To read this article in full, please click here.

Originally published by The Clearing House's Banking Perspective.


1. Daniel k. tarullo, Member, Board of Governors of the Federal reserve System, Rethinking the Aims of Prudential Regulation, remarks to the Federal reserve Bank of Chicago Bank Structure Conference, Chicago, IL (May 8, 2014) (Hereinafter tarullo (2014)).

2. Id. (He suggested that these aims should include protecting the deposit insurance fund, macroprudential aims and financial stability.)

3. Section 165 also applies to designated nonbank financial companies. Because the designation of, and application of enhanced prudential standards to, nonbank financial institutions raises numerous and complex issues unrelated to bank holding company regulation, this article focuses solely on the application of Section 165 to bank holding companies.

4. Dodd-Frank Act § 165(a), (h)(2), and (i)(2)(C).

5. Section 165(b)(1)(B) explicitly provides for discretionary standards on contingent capital requirements, enhanced public disclosures, and short-term debt limits.

6. See Enhanced Prudential Standards for Bank Holding Companies and Foreign Banking Organizations, 79 Fed. Reg. 17,240 (Mar. 27, 2014).

7. See id. and Regulatory Capital Rules, 79 FR 24528 (May 1, 2014).

8. See Daniel K. Tarullo, Member, Board of Governors of the Fed. Reserve System, Dodd-Frank Implementation, Testimony before the Committee on Banking, Housing, and Urban Affairs, U.S. Senate (Feb. 6, 2014).

9. Available at http://www.gpo.gov/fdsys/pkg/BILLS-111s3217pcs/pdf/BILLS-111s3217pcs.pdf. Restoring American Financial Stability Act of 2010, S. 3217, 111th Cong. (2010) (Hereinafter "RAFSA").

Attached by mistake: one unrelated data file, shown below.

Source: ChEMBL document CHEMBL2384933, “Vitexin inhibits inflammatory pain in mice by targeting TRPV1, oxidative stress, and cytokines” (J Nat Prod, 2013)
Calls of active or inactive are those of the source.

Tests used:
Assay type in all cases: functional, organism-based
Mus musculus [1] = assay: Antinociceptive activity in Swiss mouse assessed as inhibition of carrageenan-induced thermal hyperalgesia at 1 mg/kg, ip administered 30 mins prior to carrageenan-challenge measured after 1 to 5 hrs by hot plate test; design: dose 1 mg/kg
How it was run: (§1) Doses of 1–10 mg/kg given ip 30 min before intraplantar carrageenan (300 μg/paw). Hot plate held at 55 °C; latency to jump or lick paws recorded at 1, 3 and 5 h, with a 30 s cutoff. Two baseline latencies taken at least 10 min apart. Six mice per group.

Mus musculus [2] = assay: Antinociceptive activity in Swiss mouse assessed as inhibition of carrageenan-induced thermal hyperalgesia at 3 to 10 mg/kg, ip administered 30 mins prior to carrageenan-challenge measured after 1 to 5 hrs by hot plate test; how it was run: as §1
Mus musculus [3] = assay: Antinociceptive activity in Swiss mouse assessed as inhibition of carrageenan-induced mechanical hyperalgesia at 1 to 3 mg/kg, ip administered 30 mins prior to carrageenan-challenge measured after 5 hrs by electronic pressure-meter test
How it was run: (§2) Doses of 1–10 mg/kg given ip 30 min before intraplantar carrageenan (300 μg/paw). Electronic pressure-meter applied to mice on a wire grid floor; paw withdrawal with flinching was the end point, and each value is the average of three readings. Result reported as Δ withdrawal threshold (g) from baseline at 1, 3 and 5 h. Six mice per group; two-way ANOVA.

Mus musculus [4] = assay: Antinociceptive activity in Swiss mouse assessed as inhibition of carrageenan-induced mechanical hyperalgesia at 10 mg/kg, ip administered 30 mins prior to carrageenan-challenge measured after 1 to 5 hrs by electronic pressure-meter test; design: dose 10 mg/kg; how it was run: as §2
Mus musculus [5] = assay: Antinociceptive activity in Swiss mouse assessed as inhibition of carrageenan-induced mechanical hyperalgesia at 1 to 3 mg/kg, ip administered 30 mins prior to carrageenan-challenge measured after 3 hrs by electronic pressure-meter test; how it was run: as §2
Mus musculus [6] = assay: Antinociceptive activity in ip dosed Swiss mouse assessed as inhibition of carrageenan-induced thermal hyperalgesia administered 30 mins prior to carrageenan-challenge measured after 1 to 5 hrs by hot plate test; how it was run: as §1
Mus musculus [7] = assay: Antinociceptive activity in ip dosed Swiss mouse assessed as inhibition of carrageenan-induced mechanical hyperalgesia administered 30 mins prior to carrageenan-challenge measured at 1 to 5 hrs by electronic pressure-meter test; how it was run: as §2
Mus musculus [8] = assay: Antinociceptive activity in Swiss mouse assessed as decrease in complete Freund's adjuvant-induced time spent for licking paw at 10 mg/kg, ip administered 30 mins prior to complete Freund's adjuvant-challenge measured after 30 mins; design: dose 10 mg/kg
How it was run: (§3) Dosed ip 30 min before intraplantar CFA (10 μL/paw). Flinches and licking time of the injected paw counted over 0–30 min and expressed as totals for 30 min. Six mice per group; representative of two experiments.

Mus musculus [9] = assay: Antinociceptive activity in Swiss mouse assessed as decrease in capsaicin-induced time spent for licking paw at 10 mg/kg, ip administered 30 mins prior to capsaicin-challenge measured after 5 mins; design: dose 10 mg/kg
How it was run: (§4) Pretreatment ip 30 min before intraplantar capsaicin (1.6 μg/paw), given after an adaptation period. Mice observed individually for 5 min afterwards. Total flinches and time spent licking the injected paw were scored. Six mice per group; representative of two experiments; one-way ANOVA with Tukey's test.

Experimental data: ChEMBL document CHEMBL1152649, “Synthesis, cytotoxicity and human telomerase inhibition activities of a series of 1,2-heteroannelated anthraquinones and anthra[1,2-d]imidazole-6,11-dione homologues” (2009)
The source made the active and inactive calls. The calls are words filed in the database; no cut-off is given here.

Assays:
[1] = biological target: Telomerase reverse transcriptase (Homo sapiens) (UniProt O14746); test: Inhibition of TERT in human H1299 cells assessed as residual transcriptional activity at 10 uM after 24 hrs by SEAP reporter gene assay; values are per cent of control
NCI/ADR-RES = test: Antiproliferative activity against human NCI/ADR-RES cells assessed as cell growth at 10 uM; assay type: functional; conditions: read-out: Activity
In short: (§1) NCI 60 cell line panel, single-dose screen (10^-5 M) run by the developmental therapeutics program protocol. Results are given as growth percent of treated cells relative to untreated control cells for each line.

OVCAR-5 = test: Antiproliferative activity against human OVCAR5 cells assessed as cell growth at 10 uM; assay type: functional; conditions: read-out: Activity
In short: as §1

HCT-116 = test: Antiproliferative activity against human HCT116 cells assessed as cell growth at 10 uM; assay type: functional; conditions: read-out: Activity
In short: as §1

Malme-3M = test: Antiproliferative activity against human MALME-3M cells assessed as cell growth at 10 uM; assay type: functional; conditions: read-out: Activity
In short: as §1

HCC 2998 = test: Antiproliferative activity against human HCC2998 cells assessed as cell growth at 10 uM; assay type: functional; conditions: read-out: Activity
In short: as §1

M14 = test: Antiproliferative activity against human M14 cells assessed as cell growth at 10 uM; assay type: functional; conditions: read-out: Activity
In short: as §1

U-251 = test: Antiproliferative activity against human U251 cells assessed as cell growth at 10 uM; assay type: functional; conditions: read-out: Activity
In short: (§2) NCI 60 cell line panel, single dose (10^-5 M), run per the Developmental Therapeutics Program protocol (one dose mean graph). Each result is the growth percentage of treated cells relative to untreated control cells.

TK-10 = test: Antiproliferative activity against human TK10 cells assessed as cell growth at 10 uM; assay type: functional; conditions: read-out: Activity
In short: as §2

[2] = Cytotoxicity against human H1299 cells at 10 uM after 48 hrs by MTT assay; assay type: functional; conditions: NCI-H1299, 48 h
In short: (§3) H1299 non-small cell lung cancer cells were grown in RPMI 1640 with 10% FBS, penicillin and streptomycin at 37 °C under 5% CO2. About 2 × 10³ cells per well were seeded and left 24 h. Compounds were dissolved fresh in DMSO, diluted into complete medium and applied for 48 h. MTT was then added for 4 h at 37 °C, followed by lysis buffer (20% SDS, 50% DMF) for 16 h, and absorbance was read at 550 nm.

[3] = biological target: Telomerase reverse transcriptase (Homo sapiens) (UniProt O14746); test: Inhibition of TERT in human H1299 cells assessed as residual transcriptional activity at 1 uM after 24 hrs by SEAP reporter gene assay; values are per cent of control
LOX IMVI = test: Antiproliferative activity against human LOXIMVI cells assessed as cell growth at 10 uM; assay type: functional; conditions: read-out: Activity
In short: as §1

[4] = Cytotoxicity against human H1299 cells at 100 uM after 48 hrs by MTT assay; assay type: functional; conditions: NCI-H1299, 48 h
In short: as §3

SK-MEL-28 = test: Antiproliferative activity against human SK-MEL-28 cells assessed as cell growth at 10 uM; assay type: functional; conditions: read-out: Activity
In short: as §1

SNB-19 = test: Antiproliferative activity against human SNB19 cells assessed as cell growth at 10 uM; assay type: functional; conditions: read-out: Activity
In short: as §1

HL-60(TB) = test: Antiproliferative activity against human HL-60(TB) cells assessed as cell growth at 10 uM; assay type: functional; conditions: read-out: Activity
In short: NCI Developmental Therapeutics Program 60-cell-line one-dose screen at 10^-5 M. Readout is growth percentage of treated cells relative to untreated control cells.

10. Available at http://www.llsdc.org/assets/DoddFrankdocs/bill-111th-s3217-discussion-draft.pdf (Hereinafter "Dodd Discussion Draft"). The formal title of the Dodd Discussion Draft was the "Restoring American Financial Stability Act of 2009."

11. Dodd Discussion Draft, Title III.

12. Dodd Discussion Draft §105.

13. Dodd Discussion Draft §107(a).

14. Dodd Discussion Draft §107(b)(3).

15. RA FSA § 165(a)(1) (this language was revised by the conference committee to also cover such risks arising from "ongoing activities" of these institutions). This language also largely mirrors the aim of enhanced prudential standards under the Dodd Discussion Draft § 107.

16. RA FSA § 111; § 113.

17. RA FSA § 312(a).

18. RA FSA § 312.

19. RA FSA § 313 eliminated the Office of Thrift Supervision.

20. T he Restoring American Financial Stability Act of 2010, S. Rep. No. 111-76, at 25 (2010) (Hereinafter "Committee Report").

21. Id. at 23, 25.

22. Id. at. 23.

23. Id. at 2.

24. Senate Amendment No. 3759, 111th Congress.

The content of this article is intended to provide a general guide to the subject matter. Specialist advice should be sought about your specific circumstances.